February 16, 2019

NFL Story
By Art Spander, The Sports Xchange
Publish Date: January 31, 2018 07:34:07 PM

Goodell wants to catch as catch can

MINNEAPOLIS - The National Football League was created in August 1920, virtually 98 years ago. You'd think by now they'd have figured out what constitutes a catch.
But, given the controversies of the past season, it's apparent the issue remains debatable. And maybe unsolvable.
As even commissioner Roger Goodell all but conceded Thursday at his annual state of the league address.
Yes, there were questions asked about the Rooney Rule. About Colin Kaepernick's lack of employment. About the Raiders losing one of the home games from their closing seasons in Oakland to Mexico.
And naturally about the league taking a stand against a failure to stand for the national anthem.
But the most intriguing question of the annual pre-Super Bowl session that a couple years back was shifted from Friday to Wednesday -- why ruin a weekend confronting journalists? -- was how to define a catch, particularly on plays when the receiver seems to grasp the ball then loses control of it when he hits the turf.
Which is what happened in Pittsburgh, Dec. 17, when Steelers tight end Jesse James, tumbling, stretched forward. The ball crossed the plane, if James' body did not, but quickly enough it came loose. New England would win the game, if not the argument that James didn't score. A day or two later, after a zillion replays, the NFL said the ruling was correct.
What, you expected differently?
That said, Goodell wants to fix the problem with a major correction.
"From our standpoint, I would like to start back, instead of adding to the rule, subtracting the rule, said Goodell. "Start over again and look at the rule fundamentally from the start. Because I think when you add or subtract things you can still lead to confusion. These rules are very complex -- you have to look at what the unintended consequences are of making a change, which is what the Competition Committee, in my view, does so well and with so much thought."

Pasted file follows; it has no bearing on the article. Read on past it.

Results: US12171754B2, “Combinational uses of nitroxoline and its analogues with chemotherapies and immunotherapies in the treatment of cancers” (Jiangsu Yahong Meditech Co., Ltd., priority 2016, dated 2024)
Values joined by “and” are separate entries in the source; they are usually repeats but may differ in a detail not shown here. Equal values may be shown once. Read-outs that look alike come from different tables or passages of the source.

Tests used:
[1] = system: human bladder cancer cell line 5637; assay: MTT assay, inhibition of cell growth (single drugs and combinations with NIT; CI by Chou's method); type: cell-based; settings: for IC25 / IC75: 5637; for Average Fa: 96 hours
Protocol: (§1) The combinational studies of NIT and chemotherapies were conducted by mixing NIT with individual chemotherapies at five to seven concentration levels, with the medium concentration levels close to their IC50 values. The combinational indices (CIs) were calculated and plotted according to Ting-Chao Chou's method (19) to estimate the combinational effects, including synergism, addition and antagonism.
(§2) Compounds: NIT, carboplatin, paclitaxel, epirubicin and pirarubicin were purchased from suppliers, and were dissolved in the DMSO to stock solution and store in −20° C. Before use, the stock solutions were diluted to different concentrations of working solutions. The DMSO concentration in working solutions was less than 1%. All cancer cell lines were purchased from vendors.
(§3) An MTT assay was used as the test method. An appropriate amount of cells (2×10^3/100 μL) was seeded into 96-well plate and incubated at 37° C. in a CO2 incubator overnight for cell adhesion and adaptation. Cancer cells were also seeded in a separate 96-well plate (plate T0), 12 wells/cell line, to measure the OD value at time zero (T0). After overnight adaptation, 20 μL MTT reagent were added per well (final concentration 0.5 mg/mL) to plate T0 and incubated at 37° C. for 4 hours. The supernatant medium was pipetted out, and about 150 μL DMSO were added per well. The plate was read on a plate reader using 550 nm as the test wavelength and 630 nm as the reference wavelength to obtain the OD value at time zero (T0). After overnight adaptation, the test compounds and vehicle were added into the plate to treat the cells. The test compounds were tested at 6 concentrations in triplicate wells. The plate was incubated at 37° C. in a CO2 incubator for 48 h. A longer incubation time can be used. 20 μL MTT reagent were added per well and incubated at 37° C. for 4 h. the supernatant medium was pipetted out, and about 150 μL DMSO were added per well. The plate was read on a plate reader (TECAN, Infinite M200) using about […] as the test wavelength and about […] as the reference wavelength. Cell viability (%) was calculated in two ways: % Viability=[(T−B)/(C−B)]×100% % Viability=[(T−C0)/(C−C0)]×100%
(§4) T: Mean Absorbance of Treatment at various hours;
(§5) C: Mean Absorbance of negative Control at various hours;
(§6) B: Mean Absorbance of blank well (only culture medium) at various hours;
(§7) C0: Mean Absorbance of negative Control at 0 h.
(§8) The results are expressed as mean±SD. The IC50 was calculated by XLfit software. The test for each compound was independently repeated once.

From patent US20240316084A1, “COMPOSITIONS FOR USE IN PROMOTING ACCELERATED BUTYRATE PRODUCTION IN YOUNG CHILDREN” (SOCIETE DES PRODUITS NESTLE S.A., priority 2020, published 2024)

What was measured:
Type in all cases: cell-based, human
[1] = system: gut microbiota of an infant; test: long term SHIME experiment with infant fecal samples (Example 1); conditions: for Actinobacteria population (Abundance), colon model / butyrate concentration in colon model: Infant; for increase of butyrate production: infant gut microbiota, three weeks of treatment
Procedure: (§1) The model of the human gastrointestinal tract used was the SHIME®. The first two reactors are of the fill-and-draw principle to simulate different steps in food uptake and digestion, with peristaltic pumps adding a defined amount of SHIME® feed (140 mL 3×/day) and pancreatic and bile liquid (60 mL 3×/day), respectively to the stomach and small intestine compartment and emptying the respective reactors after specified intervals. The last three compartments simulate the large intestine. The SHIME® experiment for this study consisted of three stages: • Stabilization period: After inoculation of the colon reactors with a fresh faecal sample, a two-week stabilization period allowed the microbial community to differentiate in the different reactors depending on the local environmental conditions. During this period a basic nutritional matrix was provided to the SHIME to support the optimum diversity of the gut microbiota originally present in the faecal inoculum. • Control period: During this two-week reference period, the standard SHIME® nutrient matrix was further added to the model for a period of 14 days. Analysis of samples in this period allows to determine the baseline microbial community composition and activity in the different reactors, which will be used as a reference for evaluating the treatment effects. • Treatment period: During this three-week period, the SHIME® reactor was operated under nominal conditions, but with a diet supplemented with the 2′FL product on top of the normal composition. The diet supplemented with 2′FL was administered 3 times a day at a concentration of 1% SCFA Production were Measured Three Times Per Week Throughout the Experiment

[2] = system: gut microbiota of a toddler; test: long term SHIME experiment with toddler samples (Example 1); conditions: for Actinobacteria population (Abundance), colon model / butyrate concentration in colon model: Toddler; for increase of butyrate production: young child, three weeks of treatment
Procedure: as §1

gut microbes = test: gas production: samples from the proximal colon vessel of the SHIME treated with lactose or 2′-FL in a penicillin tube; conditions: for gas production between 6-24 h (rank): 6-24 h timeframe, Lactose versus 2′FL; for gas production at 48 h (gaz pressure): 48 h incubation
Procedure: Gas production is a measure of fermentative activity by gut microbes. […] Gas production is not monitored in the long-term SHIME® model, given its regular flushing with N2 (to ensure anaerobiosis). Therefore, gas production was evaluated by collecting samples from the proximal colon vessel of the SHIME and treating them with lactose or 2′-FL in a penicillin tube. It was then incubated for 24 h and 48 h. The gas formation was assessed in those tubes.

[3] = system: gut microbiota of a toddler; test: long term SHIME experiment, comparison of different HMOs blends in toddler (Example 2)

The commissioner said he had a meeting with five Hall-of-Fame receivers and a few coaches to gain a viewpoint.
"When we went through these 150 plays just a couple of weeks ago," he said, "we had Hall of Famers in there and when you say it makes sense, there are a lot of people who have different perspectives on that.
"There's a lot of disagreement in the room on what a catch was and wasn't. People with great football experience can disagree on that."
Other items:
--Goodell was asked why the Raiders have to play so many international games, especially considering fans are losing their team to Las Vegas soon.
"It's part of what we all agreed as 32 clubs, which is what dictates that we want to continue to share our game on a global basis. ... That comes with sacrifices from time to time with home games. The Raiders have had more recently, that's a fact, that's correct."
He said the league respects Raiders fans, but the international games are part of the sacrifice."
Asked about Kaepernick, the former San Francisco 49ers quarterback who went unsigned this season after last year's protests during the anthem, Goodell said, "I've been very clear on this before that all the clubs individually have to make their own decisions."
Asked why there are so few men of color as NFL head coaches, Goodell answered, "What we need to do is continue the work on developing that pipeline. Getting the right kind of coaches with the right kind of experience to hire."
And regarding rules on players standing for the anthem?
He said, "I don't know what we'll consider in the offseason. We're still trying to get through the Super Bowl.

All Times Eastern